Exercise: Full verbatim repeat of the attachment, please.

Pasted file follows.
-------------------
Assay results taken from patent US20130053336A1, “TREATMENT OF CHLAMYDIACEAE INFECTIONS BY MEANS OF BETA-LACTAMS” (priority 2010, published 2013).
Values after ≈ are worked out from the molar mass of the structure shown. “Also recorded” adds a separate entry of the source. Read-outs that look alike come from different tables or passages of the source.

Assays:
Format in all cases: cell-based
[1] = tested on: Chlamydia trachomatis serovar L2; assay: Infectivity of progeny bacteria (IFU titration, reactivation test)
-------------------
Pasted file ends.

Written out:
Assay results taken from patent US20130053336A1, “TREATMENT OF CHLAMYDIACEAE INFECTIONS BY MEANS OF BETA-LACTAMS” (priority 2010, published 2013).
Values after ≈ are worked out from the molar mass of the structure shown. “Also recorded” adds a separate entry of the source. Read-outs that look alike come from different tables or passages of the source.

Assays:
Format in all cases: cell-based
[1] = tested on: Chlamydia trachomatis serovar L2; assay: Infectivity of progeny bacteria (IFU titration, reactivation test)